Aug. 20 (Bloomberg) -- Orange-juice futures rose for a second session on speculation that Atlantic storms may threaten groves in Florida, the world’s second-biggest citrus producer. Cotton, sugar and coffee also gained. Cocoa fell.
A tropical wave and a low-pressure area located 1,100 miles (1,770 kilometers) east of the Lesser Antilles is moving west and has an 80 percent chance of becoming a tropical cyclone in the next 48 hours, according to the National Hurricane Center in Miami. It “may eventually move toward Florida early next week,” Kyle Tapley, a meteorologist at Gaithersburg, Maryland-based MDA Information Systems Inc., said in an e-mail.
“There’s been enough activity in the last two weeks that people are trying to get ahead of any potential storm,” Michael Smith, the president of T&K Futures & Options in Port St. Lucie, Florida, said in a telephone interview.
Orange juice for November delivery jumped 2.5 percent to settle at $1.1095 a pound at 2 p.m. on ICE Futures U.S. in New York. The commodity has fallen 34 percent this year.
The Atlantic hurricane season runs through Nov. 30. Brazil is the top orange grower.
Cotton futures for December delivery climbed 2.1 percent to 74.83 cents a pound on ICE. Earlier, the price reached 75.31 cents, the highest for a most-active contract since Aug. 10.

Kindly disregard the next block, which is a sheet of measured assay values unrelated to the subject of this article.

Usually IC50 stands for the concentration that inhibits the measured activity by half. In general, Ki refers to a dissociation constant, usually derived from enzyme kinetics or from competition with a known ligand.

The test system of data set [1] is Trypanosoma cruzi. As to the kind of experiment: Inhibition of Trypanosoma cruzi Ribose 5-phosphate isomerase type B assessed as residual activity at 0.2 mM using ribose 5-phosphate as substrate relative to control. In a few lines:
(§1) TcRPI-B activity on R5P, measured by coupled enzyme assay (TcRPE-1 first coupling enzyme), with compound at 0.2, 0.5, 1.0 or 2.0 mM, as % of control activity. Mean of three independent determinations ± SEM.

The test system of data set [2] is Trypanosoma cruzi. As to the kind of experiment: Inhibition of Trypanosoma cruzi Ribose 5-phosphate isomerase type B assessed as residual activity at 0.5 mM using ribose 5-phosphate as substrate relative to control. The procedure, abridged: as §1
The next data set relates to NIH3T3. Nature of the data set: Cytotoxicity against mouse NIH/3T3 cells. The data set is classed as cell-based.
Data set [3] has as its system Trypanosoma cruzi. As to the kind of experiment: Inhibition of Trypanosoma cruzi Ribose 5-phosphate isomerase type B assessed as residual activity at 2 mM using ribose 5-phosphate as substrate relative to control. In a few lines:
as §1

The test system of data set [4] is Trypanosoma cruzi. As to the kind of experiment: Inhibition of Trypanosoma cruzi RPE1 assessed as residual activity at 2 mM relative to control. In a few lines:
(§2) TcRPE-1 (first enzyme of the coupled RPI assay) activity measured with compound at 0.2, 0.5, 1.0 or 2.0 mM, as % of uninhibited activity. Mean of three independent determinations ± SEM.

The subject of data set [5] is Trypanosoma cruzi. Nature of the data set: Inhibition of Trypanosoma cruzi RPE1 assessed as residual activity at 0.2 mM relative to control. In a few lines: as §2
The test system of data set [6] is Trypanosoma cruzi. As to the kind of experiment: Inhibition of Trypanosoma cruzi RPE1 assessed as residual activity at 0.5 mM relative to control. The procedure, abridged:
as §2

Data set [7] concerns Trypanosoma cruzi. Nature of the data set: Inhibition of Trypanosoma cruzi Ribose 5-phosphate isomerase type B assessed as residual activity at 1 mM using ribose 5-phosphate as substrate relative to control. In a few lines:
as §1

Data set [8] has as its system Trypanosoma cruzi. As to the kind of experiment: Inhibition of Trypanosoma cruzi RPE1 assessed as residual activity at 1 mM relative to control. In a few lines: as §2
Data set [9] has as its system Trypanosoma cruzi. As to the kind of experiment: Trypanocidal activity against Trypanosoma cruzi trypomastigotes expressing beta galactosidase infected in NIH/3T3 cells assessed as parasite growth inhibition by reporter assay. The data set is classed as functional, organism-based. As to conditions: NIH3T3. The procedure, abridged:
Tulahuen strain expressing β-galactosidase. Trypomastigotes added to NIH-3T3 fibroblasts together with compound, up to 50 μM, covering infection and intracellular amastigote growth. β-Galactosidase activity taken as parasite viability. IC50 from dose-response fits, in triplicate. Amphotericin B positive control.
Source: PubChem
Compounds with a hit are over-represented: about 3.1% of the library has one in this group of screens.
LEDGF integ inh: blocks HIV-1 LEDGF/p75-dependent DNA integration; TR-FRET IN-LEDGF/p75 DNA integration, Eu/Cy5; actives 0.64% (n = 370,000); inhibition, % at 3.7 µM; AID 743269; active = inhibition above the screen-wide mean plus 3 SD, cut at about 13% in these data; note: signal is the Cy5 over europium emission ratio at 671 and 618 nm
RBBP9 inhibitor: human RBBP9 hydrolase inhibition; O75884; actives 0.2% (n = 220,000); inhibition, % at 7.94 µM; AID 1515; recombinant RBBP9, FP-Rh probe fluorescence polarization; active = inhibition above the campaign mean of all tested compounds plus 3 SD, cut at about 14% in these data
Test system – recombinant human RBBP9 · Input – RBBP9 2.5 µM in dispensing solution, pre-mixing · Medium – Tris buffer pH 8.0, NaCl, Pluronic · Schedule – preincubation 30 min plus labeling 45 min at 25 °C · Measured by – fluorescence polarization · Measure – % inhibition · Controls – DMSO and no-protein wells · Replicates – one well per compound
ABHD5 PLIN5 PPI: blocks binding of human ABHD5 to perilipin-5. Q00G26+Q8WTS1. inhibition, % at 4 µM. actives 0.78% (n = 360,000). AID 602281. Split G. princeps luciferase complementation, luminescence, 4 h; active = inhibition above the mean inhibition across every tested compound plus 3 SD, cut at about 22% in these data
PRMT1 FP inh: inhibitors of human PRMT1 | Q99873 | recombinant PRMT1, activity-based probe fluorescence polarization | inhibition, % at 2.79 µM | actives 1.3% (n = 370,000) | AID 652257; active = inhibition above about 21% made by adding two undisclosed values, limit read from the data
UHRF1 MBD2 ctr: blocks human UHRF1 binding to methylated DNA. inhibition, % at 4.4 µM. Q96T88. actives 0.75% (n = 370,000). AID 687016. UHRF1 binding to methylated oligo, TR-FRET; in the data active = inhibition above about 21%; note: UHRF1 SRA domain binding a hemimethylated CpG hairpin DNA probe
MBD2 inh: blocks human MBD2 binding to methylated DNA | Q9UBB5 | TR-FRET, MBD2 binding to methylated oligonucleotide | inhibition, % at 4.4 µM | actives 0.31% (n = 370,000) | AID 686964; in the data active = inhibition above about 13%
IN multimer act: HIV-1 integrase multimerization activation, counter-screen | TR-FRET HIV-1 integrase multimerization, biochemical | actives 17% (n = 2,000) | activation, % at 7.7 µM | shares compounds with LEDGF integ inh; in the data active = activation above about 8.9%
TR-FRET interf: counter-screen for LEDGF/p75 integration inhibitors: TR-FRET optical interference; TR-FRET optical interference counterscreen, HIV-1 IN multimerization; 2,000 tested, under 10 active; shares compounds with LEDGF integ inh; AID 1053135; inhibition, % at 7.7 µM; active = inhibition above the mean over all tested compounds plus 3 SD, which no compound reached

Output in India, the world’s largest producer after China, may drop this year as the weakest monsoon since 2009 parches fields and curbs planting. In Gujarat, the country’s top grower, the crop may plunge as much as 30 percent in the harvest starting Oct. 1, the Gujarat State Cooperative Cotton Federation said Aug. 7.
“The failure of the Indian monsoon is the primary bullish fundamental in the market,” O.A. Cleveland, an agricultural economist and a professor emeritus at Mississippi State University, said in e-mailed report.
Also in New York, raw-sugar futures for October delivery rose 1.6 percent to 20.5 cents a pound, the biggest increase since July 20. Arabica-coffee futures for December delivery climbed 0.8 percent to $1.6455 a pound.
Cocoa futures for December delivery fell 1.4 percent to $2,408 a metric ton on ICE.
To contact the reporter on this story: Marvin G. Perez in New York at firstname.lastname@example.org
To contact the editor responsible for this story: Steve Stroth at email@example.com